Deploying a Docker Image from the GitHub Container Registry
Flightcontrol supports deploying pre-built container images from three different image registries: Docker Hub (opens in a new tab), GitHub Container Registry (opens in a new tab), and the AWS Elastic Container Registry (ECR) (opens in a new tab). This guide will walk you through deploying a Docker image from the GitHub Container Registry.
At this time, Flightcontrol's GitHub Container Registry integration only supports publicly available images. If you would like to see support for private images, please vote for it on our roadmap (opens in a new tab). Otherwise, you can use AWS ECR or Docker Hub for private images in the mean time.
You'll need the following before you begin:
- A public Docker image hosted on GitHub Container Registry
- A GitHub repository (public or private) with your source code
- An AWS account - Create an account (opens in a new tab)
- A Flightcontrol account - Create an account (opens in a new tab)
Let's use our access token to setup an image registry on Flightcontrol. Choose Image Registries from the sidebar in the dashboard.
Click the Add an Image Registry button to add a new image registry.
When you add a new image registry, you'll need to choose the registry type. We'll pick GitHub Container Registry.
The GitHub Registry URI will be in the format similar to the following:
flightcontrol would be the name of the GitHub organization or user account that owns the Docker image.
Now, let's create a Flightcontrol project to deploy the Docker images from the GitHub Container Registry.
Create a new project in the Flightcontrol dashboard and choose a GitHub source code repository to use. You can choose a public or private repository. While Flightcontrol won't use the source code in the repository to produce a build, you can use a
flightcontrol.json file in the repository to configure your project.
For this guide, we'll use the Flightcontrol dashboard to setup our project, instead of configuring with code using
We'll start with an empty project, and add a Web Server service to it.
After the Web Server service is added to your project, you'll need to configure it. The default build type is Nixpacks, so we will need to change the build type to Pull from image registry.
Once we change the build type, a new set of configuration options will appear. Choose the GitHub container registry you created earlier, and enter the name of the Docker image you want to deploy. Typically, you will want to use the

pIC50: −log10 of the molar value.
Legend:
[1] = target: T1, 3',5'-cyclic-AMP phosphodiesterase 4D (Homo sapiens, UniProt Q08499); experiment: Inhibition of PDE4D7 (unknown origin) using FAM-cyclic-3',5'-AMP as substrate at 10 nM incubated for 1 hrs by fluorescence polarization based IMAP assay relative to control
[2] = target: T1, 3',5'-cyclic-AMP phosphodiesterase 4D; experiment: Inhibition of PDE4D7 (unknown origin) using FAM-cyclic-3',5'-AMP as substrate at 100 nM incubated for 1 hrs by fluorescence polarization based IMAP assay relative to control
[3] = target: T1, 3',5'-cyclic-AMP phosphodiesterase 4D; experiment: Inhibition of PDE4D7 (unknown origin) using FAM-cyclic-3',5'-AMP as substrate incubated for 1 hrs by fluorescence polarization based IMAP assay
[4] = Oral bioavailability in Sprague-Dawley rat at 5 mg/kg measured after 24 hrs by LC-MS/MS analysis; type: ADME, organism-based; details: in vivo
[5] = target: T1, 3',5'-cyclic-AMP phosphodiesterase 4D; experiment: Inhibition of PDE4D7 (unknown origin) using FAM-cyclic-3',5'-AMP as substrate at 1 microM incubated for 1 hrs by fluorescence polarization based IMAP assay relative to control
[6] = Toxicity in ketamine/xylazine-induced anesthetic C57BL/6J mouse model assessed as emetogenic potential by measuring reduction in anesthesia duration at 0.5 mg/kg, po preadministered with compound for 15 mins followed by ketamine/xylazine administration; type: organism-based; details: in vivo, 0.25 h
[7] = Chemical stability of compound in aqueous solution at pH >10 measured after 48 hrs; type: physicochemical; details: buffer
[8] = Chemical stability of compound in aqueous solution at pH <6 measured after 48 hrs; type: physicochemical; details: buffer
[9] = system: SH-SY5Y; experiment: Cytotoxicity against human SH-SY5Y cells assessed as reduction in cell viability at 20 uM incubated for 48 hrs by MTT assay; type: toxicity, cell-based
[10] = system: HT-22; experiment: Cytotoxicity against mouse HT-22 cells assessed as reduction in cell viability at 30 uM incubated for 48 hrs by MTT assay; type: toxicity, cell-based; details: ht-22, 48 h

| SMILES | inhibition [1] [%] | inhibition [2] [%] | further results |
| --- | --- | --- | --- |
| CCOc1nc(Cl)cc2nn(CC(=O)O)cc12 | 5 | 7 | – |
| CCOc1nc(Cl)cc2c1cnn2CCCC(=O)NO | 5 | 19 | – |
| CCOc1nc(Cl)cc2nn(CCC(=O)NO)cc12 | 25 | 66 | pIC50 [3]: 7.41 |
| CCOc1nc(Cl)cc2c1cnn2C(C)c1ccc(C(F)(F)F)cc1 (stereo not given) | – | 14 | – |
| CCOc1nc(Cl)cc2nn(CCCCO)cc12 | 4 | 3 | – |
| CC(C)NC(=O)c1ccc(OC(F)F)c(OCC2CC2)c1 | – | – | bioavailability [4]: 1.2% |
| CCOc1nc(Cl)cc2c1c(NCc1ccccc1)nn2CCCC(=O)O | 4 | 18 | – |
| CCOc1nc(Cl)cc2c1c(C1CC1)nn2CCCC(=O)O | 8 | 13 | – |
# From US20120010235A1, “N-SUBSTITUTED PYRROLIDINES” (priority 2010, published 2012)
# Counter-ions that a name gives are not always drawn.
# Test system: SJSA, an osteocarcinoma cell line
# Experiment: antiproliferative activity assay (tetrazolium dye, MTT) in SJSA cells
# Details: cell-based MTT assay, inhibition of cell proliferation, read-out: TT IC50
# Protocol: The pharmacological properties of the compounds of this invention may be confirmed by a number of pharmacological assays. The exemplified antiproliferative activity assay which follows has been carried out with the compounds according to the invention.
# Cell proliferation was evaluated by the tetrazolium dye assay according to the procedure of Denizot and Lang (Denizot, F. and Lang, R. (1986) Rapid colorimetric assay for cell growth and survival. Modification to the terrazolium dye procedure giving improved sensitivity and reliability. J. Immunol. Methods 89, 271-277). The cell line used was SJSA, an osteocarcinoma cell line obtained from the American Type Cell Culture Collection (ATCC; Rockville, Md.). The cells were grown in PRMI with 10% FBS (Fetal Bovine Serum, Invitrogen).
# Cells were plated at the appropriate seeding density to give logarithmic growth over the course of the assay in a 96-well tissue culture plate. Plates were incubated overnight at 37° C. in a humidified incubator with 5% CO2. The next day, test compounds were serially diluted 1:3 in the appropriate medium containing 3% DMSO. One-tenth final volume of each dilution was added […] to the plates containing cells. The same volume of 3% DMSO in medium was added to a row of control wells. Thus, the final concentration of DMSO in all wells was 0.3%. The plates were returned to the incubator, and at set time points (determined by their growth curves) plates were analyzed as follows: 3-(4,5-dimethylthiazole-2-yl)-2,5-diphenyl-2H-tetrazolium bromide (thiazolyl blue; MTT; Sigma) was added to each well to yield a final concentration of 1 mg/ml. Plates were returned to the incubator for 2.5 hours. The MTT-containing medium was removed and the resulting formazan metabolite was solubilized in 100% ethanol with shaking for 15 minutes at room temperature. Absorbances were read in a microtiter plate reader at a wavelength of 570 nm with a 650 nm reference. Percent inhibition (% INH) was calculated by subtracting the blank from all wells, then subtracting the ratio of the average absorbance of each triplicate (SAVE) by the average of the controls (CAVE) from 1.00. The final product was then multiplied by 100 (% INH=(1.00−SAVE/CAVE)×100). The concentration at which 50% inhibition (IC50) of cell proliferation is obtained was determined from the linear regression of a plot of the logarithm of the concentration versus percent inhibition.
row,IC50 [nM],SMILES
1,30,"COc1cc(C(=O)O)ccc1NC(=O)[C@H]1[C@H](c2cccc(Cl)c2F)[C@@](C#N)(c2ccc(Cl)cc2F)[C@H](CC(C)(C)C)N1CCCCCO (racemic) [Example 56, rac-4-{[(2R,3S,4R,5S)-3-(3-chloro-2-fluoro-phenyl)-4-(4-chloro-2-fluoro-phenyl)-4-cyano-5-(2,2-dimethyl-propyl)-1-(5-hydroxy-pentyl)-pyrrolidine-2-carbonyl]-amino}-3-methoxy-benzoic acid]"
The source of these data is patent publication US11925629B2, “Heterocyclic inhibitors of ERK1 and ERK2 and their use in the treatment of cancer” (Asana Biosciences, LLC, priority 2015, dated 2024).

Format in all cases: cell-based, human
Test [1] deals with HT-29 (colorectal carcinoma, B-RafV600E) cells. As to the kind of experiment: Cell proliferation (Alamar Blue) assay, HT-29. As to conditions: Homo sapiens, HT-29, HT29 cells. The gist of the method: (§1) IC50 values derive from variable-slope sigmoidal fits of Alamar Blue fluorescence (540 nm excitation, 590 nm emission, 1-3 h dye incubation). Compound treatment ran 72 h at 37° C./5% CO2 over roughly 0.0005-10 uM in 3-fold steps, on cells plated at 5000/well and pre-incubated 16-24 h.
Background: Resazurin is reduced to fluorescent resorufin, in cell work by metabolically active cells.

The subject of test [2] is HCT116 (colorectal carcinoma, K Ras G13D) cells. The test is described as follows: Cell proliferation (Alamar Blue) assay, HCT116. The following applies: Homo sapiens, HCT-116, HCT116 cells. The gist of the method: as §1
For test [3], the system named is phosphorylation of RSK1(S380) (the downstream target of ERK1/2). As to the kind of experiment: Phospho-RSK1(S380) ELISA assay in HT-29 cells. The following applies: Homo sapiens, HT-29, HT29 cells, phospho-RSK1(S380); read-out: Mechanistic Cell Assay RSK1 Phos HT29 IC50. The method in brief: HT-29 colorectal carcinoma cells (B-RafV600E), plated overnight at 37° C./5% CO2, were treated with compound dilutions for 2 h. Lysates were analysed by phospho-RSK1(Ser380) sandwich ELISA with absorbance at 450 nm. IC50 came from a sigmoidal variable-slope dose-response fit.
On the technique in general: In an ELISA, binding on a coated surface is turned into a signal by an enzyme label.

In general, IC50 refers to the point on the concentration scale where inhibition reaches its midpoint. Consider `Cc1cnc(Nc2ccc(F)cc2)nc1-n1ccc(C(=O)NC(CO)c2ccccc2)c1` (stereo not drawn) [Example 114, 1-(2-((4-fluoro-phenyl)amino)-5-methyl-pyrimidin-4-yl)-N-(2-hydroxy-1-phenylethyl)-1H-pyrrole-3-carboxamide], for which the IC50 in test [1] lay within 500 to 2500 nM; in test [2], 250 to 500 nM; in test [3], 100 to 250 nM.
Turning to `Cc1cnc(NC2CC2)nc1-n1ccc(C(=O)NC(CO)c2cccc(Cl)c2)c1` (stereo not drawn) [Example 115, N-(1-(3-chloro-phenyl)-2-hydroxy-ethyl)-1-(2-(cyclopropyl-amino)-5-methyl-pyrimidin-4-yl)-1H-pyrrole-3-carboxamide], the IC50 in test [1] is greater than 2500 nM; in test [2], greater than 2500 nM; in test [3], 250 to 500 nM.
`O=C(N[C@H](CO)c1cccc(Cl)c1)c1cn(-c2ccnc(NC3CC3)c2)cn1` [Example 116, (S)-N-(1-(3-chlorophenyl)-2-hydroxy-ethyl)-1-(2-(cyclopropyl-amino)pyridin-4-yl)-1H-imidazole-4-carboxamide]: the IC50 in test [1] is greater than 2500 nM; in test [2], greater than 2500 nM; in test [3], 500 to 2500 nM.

latest tag for your image, but you can use any tag here.
Your web server service also needs a human readable name. You can also change the health check path your service needs - the default is "/". Double check the port number your service is listening on, and then click the Create service button.
You will be taken back to the Project screen, where you can see your new service.
If your project needs any environment variables, you can add them now to the dashboard.
You can also add any auxiliary services your project needs, such as a database or Redis cache.
You can create your project with the Create Project button.
Flightcontrol will pull your Docker image from the GitHub Container Registry, and then deploy it to AWS ECS Fargate.
To put this together into a Continuous Deployment (CD) process, you can use a build pipeline to build, test and push your Docker images to the GitHub Container Registry. After a successful build, you can trigger a deployment with Flightcontrol using a Deploy Hook.
Flightcontrol supports automatically deploying your application when you push a new image to the GitHub Container Registry. To do this, you'll need to create a deploy hook in Flightcontrol, and then trigger the deploy hook when a new image is pushed.
Follow our guide on Automating Docker Deployments to learn how to create a deploy hook and then trigger it from your continuous integration (CI) pipeline.
With Flightcontrol serving as your continuous delivery (CD) platfom, you can deploy your Docker images from GitHub Container Registry to AWS ECS Fargate.
Use the build pipeline you already created to build, test and push your Docker images to the GitHub Container Registry, and then trigger a Flightcontrol deployment with an API call.